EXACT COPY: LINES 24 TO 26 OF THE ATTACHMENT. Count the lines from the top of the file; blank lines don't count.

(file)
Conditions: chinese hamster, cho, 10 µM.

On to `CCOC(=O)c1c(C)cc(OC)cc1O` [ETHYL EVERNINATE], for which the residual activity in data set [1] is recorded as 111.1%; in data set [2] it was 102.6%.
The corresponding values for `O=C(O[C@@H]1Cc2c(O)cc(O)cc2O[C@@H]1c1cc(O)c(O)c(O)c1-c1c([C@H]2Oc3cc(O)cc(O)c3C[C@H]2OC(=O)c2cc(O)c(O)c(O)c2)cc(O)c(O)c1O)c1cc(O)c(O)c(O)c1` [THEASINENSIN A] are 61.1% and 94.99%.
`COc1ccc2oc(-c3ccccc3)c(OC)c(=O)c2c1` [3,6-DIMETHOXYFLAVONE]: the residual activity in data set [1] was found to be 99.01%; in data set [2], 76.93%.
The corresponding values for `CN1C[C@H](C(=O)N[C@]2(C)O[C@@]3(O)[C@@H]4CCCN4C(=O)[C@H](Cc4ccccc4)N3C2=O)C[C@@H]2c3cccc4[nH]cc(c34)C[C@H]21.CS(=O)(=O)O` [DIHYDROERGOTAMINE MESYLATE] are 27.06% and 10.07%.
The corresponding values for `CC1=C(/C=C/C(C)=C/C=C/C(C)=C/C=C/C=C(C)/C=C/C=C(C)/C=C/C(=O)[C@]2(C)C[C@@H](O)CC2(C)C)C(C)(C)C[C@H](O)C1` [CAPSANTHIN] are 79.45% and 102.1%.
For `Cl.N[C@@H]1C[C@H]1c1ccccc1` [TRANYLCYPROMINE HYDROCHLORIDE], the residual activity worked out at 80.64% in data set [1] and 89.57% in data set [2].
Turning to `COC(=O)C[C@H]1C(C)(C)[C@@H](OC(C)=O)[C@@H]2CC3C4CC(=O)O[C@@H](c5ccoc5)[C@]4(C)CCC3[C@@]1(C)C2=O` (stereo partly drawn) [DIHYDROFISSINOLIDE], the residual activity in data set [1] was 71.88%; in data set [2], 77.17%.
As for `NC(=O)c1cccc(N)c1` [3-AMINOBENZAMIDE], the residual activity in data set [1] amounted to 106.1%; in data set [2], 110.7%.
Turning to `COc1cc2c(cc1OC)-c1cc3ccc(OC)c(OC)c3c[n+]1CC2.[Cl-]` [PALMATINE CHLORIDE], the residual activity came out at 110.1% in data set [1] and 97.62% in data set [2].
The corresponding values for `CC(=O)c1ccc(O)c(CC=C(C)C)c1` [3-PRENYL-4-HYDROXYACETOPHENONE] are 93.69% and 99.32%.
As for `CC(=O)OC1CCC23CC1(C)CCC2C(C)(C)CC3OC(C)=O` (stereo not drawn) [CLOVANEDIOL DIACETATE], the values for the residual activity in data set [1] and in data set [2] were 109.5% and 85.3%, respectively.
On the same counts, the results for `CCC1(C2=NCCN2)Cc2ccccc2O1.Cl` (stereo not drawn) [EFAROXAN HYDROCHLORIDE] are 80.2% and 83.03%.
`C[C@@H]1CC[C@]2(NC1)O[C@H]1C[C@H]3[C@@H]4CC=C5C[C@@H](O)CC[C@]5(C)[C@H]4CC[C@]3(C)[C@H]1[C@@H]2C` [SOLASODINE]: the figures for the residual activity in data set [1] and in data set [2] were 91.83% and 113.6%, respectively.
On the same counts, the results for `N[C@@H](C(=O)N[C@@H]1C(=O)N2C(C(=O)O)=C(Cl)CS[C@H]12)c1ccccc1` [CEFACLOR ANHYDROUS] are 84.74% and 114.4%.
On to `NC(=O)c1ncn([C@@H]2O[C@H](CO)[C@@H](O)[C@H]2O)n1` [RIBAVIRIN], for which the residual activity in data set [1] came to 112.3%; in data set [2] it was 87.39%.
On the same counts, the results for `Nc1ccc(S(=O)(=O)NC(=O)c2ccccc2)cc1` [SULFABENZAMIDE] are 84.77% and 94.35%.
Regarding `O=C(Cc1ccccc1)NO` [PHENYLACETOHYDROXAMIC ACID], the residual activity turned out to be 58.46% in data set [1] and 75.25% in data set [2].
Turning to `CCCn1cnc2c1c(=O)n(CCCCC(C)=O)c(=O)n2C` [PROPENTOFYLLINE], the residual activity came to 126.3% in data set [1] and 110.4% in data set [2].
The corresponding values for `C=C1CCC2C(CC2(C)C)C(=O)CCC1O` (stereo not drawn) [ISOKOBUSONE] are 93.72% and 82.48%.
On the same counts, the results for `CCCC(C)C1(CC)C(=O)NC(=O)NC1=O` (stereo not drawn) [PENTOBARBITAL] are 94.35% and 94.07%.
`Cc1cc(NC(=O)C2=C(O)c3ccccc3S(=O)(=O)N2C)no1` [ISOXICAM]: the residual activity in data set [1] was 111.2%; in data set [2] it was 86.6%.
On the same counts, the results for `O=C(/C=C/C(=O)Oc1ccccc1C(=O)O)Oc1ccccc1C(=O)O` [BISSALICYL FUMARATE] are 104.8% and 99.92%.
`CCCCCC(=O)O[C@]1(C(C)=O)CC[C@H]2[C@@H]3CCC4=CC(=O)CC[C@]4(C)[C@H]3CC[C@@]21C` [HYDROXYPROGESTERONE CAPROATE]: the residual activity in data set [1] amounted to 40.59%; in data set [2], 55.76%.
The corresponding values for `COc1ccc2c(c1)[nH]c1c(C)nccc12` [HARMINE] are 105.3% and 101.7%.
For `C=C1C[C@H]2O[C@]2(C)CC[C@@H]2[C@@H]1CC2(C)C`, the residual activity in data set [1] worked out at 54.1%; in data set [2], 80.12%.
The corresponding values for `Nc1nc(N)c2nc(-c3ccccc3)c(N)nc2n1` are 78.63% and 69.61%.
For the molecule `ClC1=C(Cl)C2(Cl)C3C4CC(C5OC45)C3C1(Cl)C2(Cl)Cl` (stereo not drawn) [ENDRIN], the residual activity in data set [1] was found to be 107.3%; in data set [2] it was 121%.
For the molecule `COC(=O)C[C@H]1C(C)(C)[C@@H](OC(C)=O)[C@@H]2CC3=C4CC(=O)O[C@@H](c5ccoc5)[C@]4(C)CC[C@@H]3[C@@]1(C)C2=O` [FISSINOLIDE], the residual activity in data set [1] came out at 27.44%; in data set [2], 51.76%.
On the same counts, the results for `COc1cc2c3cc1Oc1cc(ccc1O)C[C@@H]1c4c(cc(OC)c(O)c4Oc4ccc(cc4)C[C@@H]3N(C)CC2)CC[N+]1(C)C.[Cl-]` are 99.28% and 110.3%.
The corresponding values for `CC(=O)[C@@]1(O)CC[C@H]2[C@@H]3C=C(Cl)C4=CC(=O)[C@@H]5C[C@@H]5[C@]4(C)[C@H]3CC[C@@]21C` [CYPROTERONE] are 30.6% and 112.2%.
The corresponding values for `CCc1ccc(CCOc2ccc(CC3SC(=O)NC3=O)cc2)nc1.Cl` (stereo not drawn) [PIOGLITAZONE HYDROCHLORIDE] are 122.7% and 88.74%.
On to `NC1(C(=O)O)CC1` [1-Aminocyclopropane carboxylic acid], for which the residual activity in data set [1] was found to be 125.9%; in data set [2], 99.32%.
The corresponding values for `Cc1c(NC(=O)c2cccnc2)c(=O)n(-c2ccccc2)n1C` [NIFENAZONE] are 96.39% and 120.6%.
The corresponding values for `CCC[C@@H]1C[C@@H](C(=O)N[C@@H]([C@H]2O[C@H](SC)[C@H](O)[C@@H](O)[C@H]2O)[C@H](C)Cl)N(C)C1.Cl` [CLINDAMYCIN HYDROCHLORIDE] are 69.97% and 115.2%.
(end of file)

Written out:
`CCCCCC(=O)O[C@]1(C(C)=O)CC[C@H]2[C@@H]3CCC4=CC(=O)CC[C@]4(C)[C@H]3CC[C@@]21C` [HYDROXYPROGESTERONE CAPROATE]: the residual activity in data set [1] amounted to 40.59%; in data set [2], 55.76%.
The corresponding values for `COc1ccc2c(c1)[nH]c1c(C)nccc12` [HARMINE] are 105.3% and 101.7%.
For `C=C1C[C@H]2O[C@]2(C)CC[C@@H]2[C@@H]1CC2(C)C`, the residual activity in data set [1] worked out at 54.1%; in data set [2], 80.12%.